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4 Negotiation Skills That Every Marketer Should Master

Posted: December 7, 2017 at 2:33 pm   /   by   /   comments (0)

Nowadays, marketers must wear many different hats, deliver answers to questions no one else can, and prove expertise in multiple areas. Although often overlooked, the ability to negotiate is one of the most important skills a marketer needs.

Think about it this way: you are the promoter of the brand’s vision. Your ability to negotiate things like copywriting and ghostwriters services, media buying and to make sure that everyone is on the same page can help move the business forward.

In spite of its importance, many marketers lack this vital skill. Some of them are afraid that they’ll be perceived as aggressive. That couldn’t be further from the truth since negotiation is a way of meeting your partner in the middle. In fact, studies have shown that people who don’t negotiate are 60% less successful than those who do.

If you feel like you have yet to master this skill, then you should keep reading. In this article, we’ll talk about four crucial negotiation skills every marketer should know.

1.  Always Have a Goal in Mind

Don’t be afraid to set big goals and work your way from there, adapting accordingly to the situation. As long as you have an alternative course of action prepared (a strategy known as the Best Alternative to a Negotiated Agreement, or BATNA, in negotiation theory), you can enter the discussion knowing you have a backup plan and exuding the necessary confidence to win.

But, what is perhaps even more important is figuring out your client’s BATNA as it can show you where they draw the limit and what could make them walk away from the deal. That means knowing what alternatives your client has and how much they value your expertise. This information will come particularly in handy in case of contract renegotiation since it can steer the negotiation in your favor.

There are a few questions you can ask beforehand to identify your client’s BATNA. What other options do they have, in case they refuse to sign with you? Do their budget and timeframe allow them to find a someone else? Will they be able to find a better deal and also stick to their budget? What compromises are you willing to make to sign the deal?

2.  Use Active Listening

Active listening allows you to establish a meaningful relationship with your client. In negotiations, it can make the difference between a successful outcome and a deal breaker.

Contrary to what you may think, active listening does not mean you turn into a passive partner that sits silently, waiting for the other one to finish talking, and occasionally nodding and saying they understand. Quite the opposite! Active listening is a complex process where paraphrasing, inquiring and acknowledging work together towards problem-solving.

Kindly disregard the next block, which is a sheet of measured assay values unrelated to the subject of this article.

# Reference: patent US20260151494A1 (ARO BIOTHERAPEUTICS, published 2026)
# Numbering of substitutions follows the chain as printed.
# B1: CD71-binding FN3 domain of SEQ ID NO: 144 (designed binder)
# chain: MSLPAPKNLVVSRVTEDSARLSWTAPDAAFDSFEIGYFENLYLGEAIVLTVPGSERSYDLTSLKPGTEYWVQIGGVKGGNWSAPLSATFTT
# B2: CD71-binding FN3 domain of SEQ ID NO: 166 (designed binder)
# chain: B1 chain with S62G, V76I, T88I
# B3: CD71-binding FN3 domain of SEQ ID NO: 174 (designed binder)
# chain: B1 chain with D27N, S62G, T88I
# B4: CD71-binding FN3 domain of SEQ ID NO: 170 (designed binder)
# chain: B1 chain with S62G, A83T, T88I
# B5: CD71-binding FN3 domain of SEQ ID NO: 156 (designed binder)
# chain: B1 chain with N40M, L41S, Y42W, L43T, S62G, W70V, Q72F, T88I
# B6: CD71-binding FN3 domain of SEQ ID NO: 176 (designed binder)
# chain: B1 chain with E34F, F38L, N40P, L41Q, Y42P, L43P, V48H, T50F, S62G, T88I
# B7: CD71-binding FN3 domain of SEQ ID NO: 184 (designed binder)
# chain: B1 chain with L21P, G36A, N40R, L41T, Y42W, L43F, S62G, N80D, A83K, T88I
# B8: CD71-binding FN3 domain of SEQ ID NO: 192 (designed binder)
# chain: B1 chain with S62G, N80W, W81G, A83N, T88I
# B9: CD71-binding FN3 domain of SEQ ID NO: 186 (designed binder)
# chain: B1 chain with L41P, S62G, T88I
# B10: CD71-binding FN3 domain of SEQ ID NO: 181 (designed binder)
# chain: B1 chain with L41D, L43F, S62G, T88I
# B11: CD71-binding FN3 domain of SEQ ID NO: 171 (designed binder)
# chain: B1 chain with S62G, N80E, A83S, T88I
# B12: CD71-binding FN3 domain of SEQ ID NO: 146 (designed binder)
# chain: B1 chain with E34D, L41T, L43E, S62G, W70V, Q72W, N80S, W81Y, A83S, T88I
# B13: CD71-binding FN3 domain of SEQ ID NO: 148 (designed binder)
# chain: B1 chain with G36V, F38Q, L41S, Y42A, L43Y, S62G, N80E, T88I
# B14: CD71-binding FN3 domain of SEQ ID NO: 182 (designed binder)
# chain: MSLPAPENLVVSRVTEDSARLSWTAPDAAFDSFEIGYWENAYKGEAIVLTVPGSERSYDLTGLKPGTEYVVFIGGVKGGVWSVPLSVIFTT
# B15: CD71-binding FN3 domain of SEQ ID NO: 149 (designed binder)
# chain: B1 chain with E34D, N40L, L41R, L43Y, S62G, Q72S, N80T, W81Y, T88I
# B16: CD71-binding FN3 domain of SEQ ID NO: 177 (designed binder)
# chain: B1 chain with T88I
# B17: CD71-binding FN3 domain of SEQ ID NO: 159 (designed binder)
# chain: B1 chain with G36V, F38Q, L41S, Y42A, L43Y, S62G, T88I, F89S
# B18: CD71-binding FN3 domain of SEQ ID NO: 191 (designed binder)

Here are three steps you should follow to use this strategy successfully:

  • Paraphrase your client’s requests using your own words;
  • Inquire and ask more questions to get to the root of the problem;
  • Acknowledge your partner’s concerns to empathize with him.

3.  Use Open-Ended Questions

This strategy can be particularly useful when negotiating with people who have not only done this before but are quite good at it. It’s a technique that does not allow them to follow their plan but rather forces them to be candid and answer your questions on the spot.

Here’s an example:

Next time you and your client discuss any budget modifications, ask them what they believe the budget limit should be, why they think what you’re suggesting is not going to work, and if their reticence is based on the results of your collaboration. That way, you’ll show you place value on your work and will allow the discussion to shift from price talk to the experience your client has had working with you so far.

4.  Leverage the Power of Emotions

Emotions are the driving force behind the relationships you develop with your clients. Before entering any negotiation, acknowledge your emotions and don’t ignore the power they have as an additional resource you can use. Similarly, don’t forget that your clients might be nervous as well, so keep them in mind whenever you’re building a negotiation strategy.

For example, make sure your client feels included in the creative process. By feeding their need to belong and control (at least, partially) the process, you can build more meaningful relationships with your client. That, in turn, can move the negotiation towards the desired outcome.

The ability to negotiate is a skill any person should master, regardless of the position they hold in the company. As a marketer, however, it will help you grow as an individual and find new ways to turn your plans into a roaring success.

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